Another benefit to keeping a log, especially if you maintain it on a forum, is that this leaves it open to critique and criticism. At this point, you should understand that you WILL make mistakes. Asking others, especially those with more experience than you, to review your logs allows you to get more detailed advice from them and achieve your goals faster.

8) Mistake: Misunderstanding Workouts Selection

It is extremely important to understand why you are doing what you are doing.

Perhaps someone suggested that you do a 5×5 linear progression on olympic lifts. Maybe another person told you to do a split routine including biceps curls, bench presses and front shoulder raises.

Which one do you do? What influenced your decision?

If you honestly don’t know why you do the exercises you are doing, then I recommend that you STOP doing them until you figure that out. A good example of this is wall sits. Many people do this exercise, but why? There are few, if any, situations where your body will be in this position functionally. Yet many people train this, some of them with goals to hold wall sits for over an hour. There are many workouts and goals like this. If that is what you want to do, then more power to you, but you should understand WHY you are doing it.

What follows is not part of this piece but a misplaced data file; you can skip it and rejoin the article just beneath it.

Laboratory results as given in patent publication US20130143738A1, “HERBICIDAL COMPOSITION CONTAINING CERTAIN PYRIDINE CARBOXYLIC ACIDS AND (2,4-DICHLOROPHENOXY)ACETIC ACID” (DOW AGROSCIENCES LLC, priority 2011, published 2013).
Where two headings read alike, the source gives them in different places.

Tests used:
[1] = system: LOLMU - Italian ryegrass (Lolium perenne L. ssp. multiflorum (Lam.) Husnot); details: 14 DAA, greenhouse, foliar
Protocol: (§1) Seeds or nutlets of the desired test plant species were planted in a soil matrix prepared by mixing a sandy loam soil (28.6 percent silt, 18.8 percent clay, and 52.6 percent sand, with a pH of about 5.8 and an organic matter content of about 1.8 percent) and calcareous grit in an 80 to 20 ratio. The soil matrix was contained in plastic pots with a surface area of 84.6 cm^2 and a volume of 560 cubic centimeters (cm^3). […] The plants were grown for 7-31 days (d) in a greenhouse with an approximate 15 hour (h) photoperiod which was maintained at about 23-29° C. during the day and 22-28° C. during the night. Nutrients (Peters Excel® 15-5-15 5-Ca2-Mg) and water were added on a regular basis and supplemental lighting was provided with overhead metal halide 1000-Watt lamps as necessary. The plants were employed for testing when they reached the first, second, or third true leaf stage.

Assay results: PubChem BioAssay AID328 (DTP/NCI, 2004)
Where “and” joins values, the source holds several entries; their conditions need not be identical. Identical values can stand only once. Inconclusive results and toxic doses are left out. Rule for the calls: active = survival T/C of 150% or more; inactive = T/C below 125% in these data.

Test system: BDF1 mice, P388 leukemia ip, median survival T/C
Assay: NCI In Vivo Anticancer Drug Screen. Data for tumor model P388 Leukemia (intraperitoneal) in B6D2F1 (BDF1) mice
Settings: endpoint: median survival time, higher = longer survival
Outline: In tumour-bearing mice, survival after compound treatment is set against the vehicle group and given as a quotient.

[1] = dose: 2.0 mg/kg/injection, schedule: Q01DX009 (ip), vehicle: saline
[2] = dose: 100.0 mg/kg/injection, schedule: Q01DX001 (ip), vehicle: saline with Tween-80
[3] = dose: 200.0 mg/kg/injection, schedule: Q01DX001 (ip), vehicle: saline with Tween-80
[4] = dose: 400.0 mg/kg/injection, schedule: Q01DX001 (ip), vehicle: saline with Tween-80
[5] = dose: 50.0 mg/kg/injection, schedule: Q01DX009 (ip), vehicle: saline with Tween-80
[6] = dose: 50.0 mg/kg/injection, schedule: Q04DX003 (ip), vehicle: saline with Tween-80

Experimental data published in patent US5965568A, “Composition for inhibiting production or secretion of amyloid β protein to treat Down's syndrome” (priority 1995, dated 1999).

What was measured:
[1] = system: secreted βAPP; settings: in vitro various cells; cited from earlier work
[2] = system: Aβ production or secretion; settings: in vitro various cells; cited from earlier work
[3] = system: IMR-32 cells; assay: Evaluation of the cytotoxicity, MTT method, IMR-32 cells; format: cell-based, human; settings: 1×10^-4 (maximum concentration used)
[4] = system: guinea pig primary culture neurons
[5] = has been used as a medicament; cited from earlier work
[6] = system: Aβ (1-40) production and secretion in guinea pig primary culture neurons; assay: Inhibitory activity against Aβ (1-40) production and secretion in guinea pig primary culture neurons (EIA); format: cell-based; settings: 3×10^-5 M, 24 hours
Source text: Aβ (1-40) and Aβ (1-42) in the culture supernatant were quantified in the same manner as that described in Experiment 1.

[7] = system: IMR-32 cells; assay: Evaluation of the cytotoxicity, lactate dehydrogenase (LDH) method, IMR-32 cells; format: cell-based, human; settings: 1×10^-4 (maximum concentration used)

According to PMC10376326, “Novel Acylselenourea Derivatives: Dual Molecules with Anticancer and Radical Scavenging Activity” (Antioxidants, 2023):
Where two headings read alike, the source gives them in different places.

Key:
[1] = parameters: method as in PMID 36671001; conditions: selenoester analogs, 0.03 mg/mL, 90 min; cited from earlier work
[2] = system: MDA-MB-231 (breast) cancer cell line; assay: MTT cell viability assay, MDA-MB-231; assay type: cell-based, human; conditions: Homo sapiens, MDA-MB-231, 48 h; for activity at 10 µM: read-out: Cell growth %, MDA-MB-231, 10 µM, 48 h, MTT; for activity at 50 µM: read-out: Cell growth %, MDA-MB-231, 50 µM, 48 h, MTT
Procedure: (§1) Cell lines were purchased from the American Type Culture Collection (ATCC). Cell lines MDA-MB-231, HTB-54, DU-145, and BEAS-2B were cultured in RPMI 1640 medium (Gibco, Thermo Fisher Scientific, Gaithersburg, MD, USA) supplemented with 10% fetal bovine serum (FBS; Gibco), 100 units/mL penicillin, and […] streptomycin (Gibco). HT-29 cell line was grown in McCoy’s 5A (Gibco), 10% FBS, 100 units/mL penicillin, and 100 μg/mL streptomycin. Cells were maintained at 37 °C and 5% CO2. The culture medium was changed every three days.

Once you identify why you are doing a certain movement, you should really verify that this movement/technique will actually help you achieve your goals. This can be done by seeking out external resources and experts with more experience and better formulated opinions than your own while you figure out the details.

9) Mistake: Arrogance

Once I started hitting some of my goals, particularly in weight loss, I began to think that if anyone needed advice they should come to me. It took me being put in my place by quite a few people before I realized that I did not know it all. I think this is just human nature, because since I realized the error of my ways, I have noticed this is a problem with many people.

One thing to remember when giving advice is that there will always be someone out there with more knowledge and information than you. Unless you can back it up with solid facts, don’t say it or pretend like you know anything about it.

Coaching people takes experience. Not just experience doing something for yourself, but experience as a teacher and a trainer. You need a solid understanding of what you are trying to coach. A solid understanding denotes that you have examined multiple people from multiple angles.